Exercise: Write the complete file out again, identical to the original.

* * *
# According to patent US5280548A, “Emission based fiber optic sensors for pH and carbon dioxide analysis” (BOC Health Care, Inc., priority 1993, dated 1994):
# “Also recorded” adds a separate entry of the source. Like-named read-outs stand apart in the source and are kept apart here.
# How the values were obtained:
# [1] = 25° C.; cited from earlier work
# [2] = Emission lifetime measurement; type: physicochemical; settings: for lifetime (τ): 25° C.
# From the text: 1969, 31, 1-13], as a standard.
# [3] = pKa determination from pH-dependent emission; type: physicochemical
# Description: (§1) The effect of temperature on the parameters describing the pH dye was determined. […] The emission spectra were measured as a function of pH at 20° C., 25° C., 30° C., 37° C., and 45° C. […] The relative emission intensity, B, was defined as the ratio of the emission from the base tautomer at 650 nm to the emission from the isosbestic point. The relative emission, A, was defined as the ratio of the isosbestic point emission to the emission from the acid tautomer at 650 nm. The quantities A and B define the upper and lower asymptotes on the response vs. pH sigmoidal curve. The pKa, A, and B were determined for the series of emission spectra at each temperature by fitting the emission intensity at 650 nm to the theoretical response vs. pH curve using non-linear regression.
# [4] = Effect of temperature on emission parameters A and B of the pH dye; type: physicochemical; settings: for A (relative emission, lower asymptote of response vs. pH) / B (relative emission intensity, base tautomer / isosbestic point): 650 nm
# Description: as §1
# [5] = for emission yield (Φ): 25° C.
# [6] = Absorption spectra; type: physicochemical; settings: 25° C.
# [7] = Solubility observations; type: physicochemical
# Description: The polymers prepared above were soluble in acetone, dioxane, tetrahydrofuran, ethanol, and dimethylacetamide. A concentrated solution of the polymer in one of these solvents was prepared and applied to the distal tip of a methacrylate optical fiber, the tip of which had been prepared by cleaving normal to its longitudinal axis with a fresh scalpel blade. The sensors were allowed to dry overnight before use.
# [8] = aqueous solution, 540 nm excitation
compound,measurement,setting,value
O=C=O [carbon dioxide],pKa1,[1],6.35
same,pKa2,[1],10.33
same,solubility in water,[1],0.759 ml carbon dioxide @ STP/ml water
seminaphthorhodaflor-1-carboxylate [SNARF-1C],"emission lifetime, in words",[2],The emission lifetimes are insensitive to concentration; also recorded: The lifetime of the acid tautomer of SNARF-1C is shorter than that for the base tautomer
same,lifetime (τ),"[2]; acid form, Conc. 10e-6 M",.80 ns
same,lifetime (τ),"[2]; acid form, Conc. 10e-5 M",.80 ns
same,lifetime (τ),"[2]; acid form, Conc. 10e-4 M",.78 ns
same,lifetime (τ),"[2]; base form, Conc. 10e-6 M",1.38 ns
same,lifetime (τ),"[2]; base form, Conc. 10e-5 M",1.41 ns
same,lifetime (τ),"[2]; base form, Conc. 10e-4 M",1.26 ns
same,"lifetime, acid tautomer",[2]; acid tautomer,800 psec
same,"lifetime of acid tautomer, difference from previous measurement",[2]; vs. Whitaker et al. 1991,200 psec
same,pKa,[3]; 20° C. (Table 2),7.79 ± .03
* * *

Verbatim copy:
# According to patent US5280548A, “Emission based fiber optic sensors for pH and carbon dioxide analysis” (BOC Health Care, Inc., priority 1993, dated 1994):
# “Also recorded” adds a separate entry of the source. Like-named read-outs stand apart in the source and are kept apart here.
# How the values were obtained:
# [1] = 25° C.; cited from earlier work
# [2] = Emission lifetime measurement; type: physicochemical; settings: for lifetime (τ): 25° C.
# From the text: 1969, 31, 1-13], as a standard.
# [3] = pKa determination from pH-dependent emission; type: physicochemical
# Description: (§1) The effect of temperature on the parameters describing the pH dye was determined. […] The emission spectra were measured as a function of pH at 20° C., 25° C., 30° C., 37° C., and 45° C. […] The relative emission intensity, B, was defined as the ratio of the emission from the base tautomer at 650 nm to the emission from the isosbestic point. The relative emission, A, was defined as the ratio of the isosbestic point emission to the emission from the acid tautomer at 650 nm. The quantities A and B define the upper and lower asymptotes on the response vs. pH sigmoidal curve. The pKa, A, and B were determined for the series of emission spectra at each temperature by fitting the emission intensity at 650 nm to the theoretical response vs. pH curve using non-linear regression.
# [4] = Effect of temperature on emission parameters A and B of the pH dye; type: physicochemical; settings: for A (relative emission, lower asymptote of response vs. pH) / B (relative emission intensity, base tautomer / isosbestic point): 650 nm
# Description: as §1
# [5] = for emission yield (Φ): 25° C.
# [6] = Absorption spectra; type: physicochemical; settings: 25° C.
# [7] = Solubility observations; type: physicochemical
# Description: The polymers prepared above were soluble in acetone, dioxane, tetrahydrofuran, ethanol, and dimethylacetamide. A concentrated solution of the polymer in one of these solvents was prepared and applied to the distal tip of a methacrylate optical fiber, the tip of which had been prepared by cleaving normal to its longitudinal axis with a fresh scalpel blade. The sensors were allowed to dry overnight before use.
# [8] = aqueous solution, 540 nm excitation
compound,measurement,setting,value
O=C=O [carbon dioxide],pKa1,[1],6.35
same,pKa2,[1],10.33
same,solubility in water,[1],0.759 ml carbon dioxide @ STP/ml water
seminaphthorhodaflor-1-carboxylate [SNARF-1C],"emission lifetime, in words",[2],The emission lifetimes are insensitive to concentration; also recorded: The lifetime of the acid tautomer of SNARF-1C is shorter than that for the base tautomer
same,lifetime (τ),"[2]; acid form, Conc. 10e-6 M",.80 ns
same,lifetime (τ),"[2]; acid form, Conc. 10e-5 M",.80 ns
same,lifetime (τ),"[2]; acid form, Conc. 10e-4 M",.78 ns
same,lifetime (τ),"[2]; base form, Conc. 10e-6 M",1.38 ns
same,lifetime (τ),"[2]; base form, Conc. 10e-5 M",1.41 ns
same,lifetime (τ),"[2]; base form, Conc. 10e-4 M",1.26 ns
same,"lifetime, acid tautomer",[2]; acid tautomer,800 psec
same,"lifetime of acid tautomer, difference from previous measurement",[2]; vs. Whitaker et al. 1991,200 psec
same,pKa,[3]; 20° C. (Table 2),7.79 ± .03